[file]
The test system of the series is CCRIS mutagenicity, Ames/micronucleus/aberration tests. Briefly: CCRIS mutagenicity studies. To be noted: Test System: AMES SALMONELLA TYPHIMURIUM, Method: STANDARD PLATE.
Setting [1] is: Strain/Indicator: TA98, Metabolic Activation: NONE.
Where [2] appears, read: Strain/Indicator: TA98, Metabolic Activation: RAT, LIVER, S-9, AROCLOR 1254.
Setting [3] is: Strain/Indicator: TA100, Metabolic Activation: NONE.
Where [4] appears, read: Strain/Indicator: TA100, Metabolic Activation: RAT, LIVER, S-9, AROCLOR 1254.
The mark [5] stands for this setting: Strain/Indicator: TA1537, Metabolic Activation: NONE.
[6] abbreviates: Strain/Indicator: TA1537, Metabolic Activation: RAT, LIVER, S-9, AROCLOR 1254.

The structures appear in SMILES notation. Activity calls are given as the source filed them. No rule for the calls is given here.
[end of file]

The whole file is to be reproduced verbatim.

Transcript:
The test system of the series is CCRIS mutagenicity, Ames/micronucleus/aberration tests. Briefly: CCRIS mutagenicity studies. To be noted: Test System: AMES SALMONELLA TYPHIMURIUM, Method: STANDARD PLATE.
Setting [1] is: Strain/Indicator: TA98, Metabolic Activation: NONE.
Where [2] appears, read: Strain/Indicator: TA98, Metabolic Activation: RAT, LIVER, S-9, AROCLOR 1254.
Setting [3] is: Strain/Indicator: TA100, Metabolic Activation: NONE.
Where [4] appears, read: Strain/Indicator: TA100, Metabolic Activation: RAT, LIVER, S-9, AROCLOR 1254.
The mark [5] stands for this setting: Strain/Indicator: TA1537, Metabolic Activation: NONE.
[6] abbreviates: Strain/Indicator: TA1537, Metabolic Activation: RAT, LIVER, S-9, AROCLOR 1254.

The structures appear in SMILES notation. Activity calls are given as the source filed them. No rule for the calls is given here.